How to Get Over the Fear of Pricking Your Finger

When you have diabetes, testing your blood glucose is something you cannot avoid. Luckily, the DigiVibe has some tricks to help you get over the fear of pricking your finger. Our vibration technology takes the pain away in just 12 seconds. 

Sometimes, fear is not just about pain. Putting a few tips to reduce anxiety into practice can help you become more comfortable with this aspect of monitoring your blood sugar levels. 

Do You Have Trypanophobia (Fear of Needles)?

Nobody loves needles, but most of us tolerate them without any major issues. However, some people experience a significant fear around them. 

Trypanophobia is an extreme phobia of medical procedures that involve the use of needles. This includes small needles to test blood glucose, such as finger pricking for diabetes management. In some cases, this fear can be so extreme that it interferes with the ability to perform daily tasks, which may include blood sugar monitoring.

It’s unclear why some people develop phobias and others don’t, but there may be early life experiences that caused underlying trauma or certain aspects of needles that lead to trypanophobia.

Common symptoms of trypanophobia may include the following in relation to needles or preparing for a procedure that involves needles: 

  • Dizziness or fainting
  • Insomnia
  • Anxiety 
  • Panic attacks
  • Racing heart rate
  • Avoiding medical care
  • High blood pressure 

If you think you may have trypanophobia, it’s a good idea to speak with your doctor about it, particularly if your fear interferes with your ability to monitor your blood glucose. 

How to Get Over Your Fear of Finger Pricks

If you do have an extreme fear of needles, you may be wondering how to get over trypanophobia. For severe fears, mental health support can be extremely helpful in managing anxiety and treating underlying causes. There are also things you can practice to help reduce fear of finger pricks in general.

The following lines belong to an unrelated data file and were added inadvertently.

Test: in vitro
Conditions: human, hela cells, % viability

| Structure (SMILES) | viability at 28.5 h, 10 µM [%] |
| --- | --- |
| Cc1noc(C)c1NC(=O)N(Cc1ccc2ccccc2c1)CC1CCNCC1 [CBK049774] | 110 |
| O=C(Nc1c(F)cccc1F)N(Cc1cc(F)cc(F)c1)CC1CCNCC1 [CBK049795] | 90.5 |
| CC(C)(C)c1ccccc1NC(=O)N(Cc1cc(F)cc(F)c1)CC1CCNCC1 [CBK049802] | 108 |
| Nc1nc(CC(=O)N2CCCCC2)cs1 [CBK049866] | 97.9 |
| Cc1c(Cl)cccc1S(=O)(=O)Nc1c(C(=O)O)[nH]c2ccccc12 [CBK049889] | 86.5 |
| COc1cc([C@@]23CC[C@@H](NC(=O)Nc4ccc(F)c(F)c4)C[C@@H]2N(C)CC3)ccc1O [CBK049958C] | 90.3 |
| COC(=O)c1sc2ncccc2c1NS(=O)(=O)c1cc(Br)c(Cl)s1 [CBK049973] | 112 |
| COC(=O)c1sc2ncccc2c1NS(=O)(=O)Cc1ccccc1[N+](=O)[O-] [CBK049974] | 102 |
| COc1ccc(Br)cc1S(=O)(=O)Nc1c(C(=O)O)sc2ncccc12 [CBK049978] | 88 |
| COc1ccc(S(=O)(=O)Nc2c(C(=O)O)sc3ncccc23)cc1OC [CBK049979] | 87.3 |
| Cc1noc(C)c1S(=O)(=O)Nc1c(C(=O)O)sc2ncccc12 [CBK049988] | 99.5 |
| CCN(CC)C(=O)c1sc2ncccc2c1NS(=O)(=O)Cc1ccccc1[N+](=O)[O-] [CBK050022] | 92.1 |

Perhaps the most crucial piece of reducing fear around needles is to make the process as painless and low-stress as possible. Humans often associate pain with fear and anxiety, so practicing habits like the ones below to separate these may be helpful. 

Practice breathing and muscle relaxation techniques

Intentional, slowed breathing practices can be a great way to help reduce anxiety and calm your nerves before testing your blood sugar. Taking long, slow, deep breaths in and out can help bring down your heart rate, reduce anxiety, and promote calmness. Muscle relaxation can also help take your mind off of your fear. Starting from your toes and moving up to the top of your head, consciously tense your individual muscles and release them. 

Choose a more sensitive testing device

It can be helpful to choose thinner gauge testing needles and set your lancet to the lowest possible depth. Additionally, the DigiVibe device has been designed specifically to minimize pain and anxiety around blood sugar monitoring. Unlike other devices, it uses vibration to block pain signals from reaching your brain. 

Test in low pain areas

It’s easy to fall into the habit of testing in the same areas repeatedly and become more comfortable with them. However, this can lead to increased pain and localized sensitivity over time. 

Try switching between all ten of your fingers and identify which areas are less painful or anxiety-provoking. It may help to draw a “hand map” by tracing your hands on paper and marking these areas. Furthermore, testing on the sides of your fingers where there are fewer nerve endings may be less painful than in the middle of your finger pads. 

Practice with others

Sometimes it can help to test your blood sugar in the presence of, or even with help from, other people. If you have roommates, friends, or family members you can trust and be relaxed with, consider seeing if your fear around testing changes in their presence. While this may not be sustainable for the long term, it may help you become more comfortable with the process itself and doing it on your own. 

Don’t look at the needle

Similar to getting a shot, sometimes looking at the needle while it’s injected can increase anxiety significantly. Briefly looking away during the finger prick portion of testing may be helpful. Just be sure that you’re experienced with blood glucose testing and have a good handle on setting up and using your device properly first.

If you’ve been struggling with how to overcome trypanophobia, it’s important to acknowledge that your fear is valid and deserves attention. If you think your fear is controlling your life, begin by learning some trypanophobia facts first. 

It’s also best to speak with your doctor to develop an effective plan that may involve mental health support. You can also implement some of the practices discussed above to reduce anxiety over finger pricking and minimize pain associated with the process.